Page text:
When was the last time you just sat there and did nothing? It seems like a foolhardy question but humour me. Simply taking the time to be “in the moment” may not be a waste of time but might be the antidote to a life that seems to perpetually be in motion. The moments that seem insignificant can actually prove, in time, to be the most important.
I recently returned from a trip to Germany where I was attending a work conference, and towards the end of my time there, I was quite exhausted. I hadn’t really taken the time to take everything in, and it was actually weighing me down—to the point where I felt physically ill.
A breath of fresh air
There was a particular moment where I actually felt, well, helpless. I was alone at a table drinking tea when someone I didn’t know struck up a conversation. It was a breath of fresh air, and I relished it. What I didn’t know was that the conversation I was about to have was to have a deeper impact than I actually realised.
I had only two days earlier realised that the place where I was staying would not be able to accommodate me for the remainder of my stay, and a friend who I thought I would be able to stay with, was travelling out of the country. I didn’t know anyone else I could stay with; that is, until I met this stranger at the conference. Without even mentioning the need for a place to stay, the stranger pulled out the address of where he was staying and said if I ever needed a place to stay, he had a guest house close to his office where visitors often could be accommodated at no charge.
I was flabbergasted. How could he possibly know that I needed a place to stay? Was he just being nice? Could this really be true? I hesitated. Perhaps it would be too much to ask.
Battle of the soul
Sometimes, in moments like these, we find ourselves caught between what I like to call a battle of the soul. Our minds often think in hypotheticals—what can happen, and what should occur. However, when it comes to the soul, we usually act on what our hearts convict us of. It is not a matter of wit or will, but rather, a pondering of what is possible.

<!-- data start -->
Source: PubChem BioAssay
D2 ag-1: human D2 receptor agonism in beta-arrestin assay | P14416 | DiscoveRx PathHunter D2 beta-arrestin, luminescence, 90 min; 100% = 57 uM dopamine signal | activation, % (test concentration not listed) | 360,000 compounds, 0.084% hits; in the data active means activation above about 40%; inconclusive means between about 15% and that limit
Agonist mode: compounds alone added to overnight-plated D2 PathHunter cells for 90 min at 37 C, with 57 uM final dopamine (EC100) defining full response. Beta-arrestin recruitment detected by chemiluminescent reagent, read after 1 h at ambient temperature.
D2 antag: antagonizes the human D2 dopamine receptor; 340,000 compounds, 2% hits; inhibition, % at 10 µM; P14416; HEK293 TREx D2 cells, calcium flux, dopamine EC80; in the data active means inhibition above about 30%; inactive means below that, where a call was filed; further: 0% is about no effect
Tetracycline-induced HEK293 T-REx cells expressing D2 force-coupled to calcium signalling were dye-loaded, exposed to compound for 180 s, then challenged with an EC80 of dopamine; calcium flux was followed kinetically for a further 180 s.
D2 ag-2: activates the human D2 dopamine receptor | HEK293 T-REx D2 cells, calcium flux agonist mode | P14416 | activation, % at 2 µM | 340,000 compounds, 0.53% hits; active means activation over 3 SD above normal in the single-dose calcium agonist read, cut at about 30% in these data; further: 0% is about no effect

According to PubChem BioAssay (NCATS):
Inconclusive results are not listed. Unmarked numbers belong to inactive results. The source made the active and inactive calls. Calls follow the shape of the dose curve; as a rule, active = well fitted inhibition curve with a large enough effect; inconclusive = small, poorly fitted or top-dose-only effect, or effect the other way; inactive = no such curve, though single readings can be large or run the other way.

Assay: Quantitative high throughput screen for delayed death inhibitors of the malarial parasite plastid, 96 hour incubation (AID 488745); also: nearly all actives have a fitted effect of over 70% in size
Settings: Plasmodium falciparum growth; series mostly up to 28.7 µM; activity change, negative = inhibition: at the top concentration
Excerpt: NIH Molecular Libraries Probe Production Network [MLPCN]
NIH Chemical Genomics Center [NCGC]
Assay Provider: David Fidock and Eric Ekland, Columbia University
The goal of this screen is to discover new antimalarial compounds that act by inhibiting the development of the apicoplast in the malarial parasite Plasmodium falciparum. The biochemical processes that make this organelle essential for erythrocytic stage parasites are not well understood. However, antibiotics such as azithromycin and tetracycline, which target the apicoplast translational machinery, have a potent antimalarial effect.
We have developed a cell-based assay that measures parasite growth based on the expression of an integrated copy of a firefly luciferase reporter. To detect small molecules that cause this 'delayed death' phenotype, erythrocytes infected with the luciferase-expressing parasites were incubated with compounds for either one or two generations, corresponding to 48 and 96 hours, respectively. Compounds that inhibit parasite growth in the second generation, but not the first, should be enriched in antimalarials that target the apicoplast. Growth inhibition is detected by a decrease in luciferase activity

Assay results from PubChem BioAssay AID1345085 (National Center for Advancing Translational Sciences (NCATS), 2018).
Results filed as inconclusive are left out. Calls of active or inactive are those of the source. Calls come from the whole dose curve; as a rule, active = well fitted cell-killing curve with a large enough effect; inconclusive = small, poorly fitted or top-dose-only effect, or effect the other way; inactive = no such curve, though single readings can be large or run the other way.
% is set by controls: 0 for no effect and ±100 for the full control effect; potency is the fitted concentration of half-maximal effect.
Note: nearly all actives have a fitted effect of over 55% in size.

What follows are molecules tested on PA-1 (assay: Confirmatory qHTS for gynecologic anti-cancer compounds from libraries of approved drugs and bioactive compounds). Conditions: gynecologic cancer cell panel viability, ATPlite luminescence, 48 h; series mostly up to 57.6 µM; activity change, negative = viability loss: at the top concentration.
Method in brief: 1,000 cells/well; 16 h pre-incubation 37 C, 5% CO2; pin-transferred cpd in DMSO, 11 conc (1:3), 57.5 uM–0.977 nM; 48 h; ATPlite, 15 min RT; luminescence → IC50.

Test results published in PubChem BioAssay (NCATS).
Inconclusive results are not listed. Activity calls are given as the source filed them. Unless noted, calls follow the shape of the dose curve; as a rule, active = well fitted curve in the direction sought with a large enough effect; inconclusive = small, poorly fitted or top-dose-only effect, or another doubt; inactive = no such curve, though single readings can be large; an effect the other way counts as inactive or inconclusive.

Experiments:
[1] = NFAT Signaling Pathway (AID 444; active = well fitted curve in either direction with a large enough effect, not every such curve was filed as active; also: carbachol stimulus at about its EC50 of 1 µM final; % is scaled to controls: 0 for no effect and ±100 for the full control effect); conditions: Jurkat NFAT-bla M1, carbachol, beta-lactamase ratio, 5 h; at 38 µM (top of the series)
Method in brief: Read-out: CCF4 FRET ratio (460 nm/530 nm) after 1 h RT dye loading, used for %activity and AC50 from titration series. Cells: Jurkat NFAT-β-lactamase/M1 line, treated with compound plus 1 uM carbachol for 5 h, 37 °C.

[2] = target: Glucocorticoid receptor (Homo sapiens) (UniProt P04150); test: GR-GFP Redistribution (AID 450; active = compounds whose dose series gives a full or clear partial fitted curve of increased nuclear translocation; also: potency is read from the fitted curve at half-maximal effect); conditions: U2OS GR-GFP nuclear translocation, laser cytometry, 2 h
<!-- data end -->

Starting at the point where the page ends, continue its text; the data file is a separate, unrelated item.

I ended up catching up to my newfound friend and asking him if I could, in fact, take him up on his offer. He willingly obliged, and a phone call later, I found myself with a train ticket in hand and a place to stay for the next forty-eight hours. My friend entertained me for the next few days, accompanied me on my journey, hosted me at his house for meals, and even paid for my travels. It was truly a blessing in disguise, and one that I could have taken for granted if my head had overruled my heart.
So, on the train journey to my final destination, when my newfound friend finally faded into the distance on the train platform and I found myself alone once again, I took the time to ponder.
Life certainly has a way of teaching us lessons we would otherwise try to avoid. Trusting a stranger takes a lot of courage but blessing a stranger who perhaps cannot return the favour takes even more. For my newfound friend, it was worth the time.
Finding purpose in moments of life that seem beyond our control can take time to understand. But in the end, we are all the better for it; because in those moments where our future seems so unclear, we find a God to whom we can entrust both our deepest fears, and our most fearless longings. We then realise what it takes to make time, instead of admitting we don’t have any.
I wonder if we take the time to ponder, life’s purpose might just become clearer.
Joseph Kolapudi is a TCK born in Australia to Indian parents, and returned from California where he was studying theology at Fuller; currently, he is working with a missions agency, continuing his love of writing by contributing to PSI.
Joseph Kolapudi's previous articles may be viewed at http://www.pressserviceinternational.org/joseph-kolapudi.html